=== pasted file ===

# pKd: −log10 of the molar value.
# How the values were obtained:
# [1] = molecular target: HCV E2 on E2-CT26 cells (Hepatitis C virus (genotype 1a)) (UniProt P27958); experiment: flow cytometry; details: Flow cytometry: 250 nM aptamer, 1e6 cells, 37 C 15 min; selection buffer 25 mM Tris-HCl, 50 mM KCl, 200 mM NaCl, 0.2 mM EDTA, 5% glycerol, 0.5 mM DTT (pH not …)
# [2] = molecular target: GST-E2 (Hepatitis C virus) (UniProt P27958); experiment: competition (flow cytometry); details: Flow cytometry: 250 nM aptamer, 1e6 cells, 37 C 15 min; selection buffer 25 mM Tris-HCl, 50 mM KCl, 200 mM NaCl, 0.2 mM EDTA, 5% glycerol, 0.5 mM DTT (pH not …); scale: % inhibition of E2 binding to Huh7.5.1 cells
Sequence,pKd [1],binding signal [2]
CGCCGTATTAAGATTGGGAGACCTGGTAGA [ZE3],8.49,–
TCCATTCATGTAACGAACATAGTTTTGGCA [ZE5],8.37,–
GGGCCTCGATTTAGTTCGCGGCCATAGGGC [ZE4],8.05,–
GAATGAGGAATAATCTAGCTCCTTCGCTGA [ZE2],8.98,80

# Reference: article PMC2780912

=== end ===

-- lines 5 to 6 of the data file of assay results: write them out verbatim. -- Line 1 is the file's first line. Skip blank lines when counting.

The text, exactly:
Sequence,pKd [1],binding signal [2]
CGCCGTATTAAGATTGGGAGACCTGGTAGA [ZE3],8.49,–